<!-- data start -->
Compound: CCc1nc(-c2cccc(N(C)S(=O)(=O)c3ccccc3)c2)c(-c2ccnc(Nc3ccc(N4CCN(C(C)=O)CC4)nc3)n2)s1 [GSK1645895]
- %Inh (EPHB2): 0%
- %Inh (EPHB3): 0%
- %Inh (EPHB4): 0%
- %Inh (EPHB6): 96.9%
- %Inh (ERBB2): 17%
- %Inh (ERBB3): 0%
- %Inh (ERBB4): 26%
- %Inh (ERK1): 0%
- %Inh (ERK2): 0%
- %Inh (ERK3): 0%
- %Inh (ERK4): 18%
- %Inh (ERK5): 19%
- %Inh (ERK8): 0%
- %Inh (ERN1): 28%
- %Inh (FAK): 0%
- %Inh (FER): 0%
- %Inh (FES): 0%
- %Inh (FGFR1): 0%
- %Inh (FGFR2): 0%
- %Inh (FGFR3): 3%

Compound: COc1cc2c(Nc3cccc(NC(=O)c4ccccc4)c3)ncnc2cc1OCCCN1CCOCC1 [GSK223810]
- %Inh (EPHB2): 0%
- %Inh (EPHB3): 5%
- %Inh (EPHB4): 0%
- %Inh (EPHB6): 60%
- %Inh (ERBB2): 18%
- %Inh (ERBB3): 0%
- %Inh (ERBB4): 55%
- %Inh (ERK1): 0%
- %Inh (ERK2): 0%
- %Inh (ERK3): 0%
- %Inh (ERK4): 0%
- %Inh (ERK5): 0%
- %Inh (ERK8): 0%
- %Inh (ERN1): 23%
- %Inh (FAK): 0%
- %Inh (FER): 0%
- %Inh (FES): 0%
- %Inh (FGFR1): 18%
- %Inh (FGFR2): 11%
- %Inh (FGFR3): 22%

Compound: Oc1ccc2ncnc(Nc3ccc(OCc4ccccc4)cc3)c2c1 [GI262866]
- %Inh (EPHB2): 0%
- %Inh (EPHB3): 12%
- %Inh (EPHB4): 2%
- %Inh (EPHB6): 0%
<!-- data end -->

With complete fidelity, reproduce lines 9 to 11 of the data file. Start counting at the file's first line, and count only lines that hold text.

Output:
- %Inh (ERK1): 0%
- %Inh (ERK2): 0%
- %Inh (ERK3): 0%